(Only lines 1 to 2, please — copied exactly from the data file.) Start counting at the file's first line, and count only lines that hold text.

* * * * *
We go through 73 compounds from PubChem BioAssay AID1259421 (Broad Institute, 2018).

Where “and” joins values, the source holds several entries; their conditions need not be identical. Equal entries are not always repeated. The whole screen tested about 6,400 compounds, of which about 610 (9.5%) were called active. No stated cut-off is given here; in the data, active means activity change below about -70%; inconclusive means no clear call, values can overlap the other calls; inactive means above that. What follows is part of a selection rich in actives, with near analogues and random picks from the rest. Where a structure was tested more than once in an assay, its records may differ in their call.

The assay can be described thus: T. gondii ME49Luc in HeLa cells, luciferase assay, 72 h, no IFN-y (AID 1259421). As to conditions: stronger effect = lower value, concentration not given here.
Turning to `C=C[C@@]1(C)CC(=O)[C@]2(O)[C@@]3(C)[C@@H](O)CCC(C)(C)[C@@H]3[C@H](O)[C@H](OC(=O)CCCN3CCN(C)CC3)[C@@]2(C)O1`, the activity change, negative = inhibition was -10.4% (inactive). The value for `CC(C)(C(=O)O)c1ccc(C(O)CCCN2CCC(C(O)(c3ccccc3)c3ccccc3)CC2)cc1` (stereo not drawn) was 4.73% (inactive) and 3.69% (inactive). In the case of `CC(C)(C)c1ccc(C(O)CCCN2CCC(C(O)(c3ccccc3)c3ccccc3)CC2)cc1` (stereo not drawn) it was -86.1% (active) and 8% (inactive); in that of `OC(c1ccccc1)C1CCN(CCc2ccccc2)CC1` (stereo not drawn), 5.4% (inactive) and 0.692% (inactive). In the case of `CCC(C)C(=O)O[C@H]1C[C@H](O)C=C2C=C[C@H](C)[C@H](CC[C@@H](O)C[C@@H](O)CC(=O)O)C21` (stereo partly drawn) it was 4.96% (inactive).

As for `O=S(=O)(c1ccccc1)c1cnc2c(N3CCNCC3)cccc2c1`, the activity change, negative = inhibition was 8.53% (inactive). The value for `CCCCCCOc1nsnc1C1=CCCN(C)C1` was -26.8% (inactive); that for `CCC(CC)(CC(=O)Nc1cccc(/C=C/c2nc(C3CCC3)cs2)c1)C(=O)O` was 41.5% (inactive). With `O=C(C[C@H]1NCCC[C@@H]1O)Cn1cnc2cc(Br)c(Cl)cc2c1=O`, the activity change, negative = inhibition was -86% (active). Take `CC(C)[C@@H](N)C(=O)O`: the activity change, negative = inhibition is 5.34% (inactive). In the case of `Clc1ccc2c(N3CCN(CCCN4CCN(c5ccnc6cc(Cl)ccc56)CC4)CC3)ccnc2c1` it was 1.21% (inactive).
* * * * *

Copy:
We go through 73 compounds from PubChem BioAssay AID1259421 (Broad Institute, 2018).

Where “and” joins values, the source holds several entries; their conditions need not be identical. Equal entries are not always repeated. The whole screen tested about 6,400 compounds, of which about 610 (9.5%) were called active. No stated cut-off is given here; in the data, active means activity change below about -70%; inconclusive means no clear call, values can overlap the other calls; inactive means above that. What follows is part of a selection rich in actives, with near analogues and random picks from the rest. Where a structure was tested more than once in an assay, its records may differ in their call.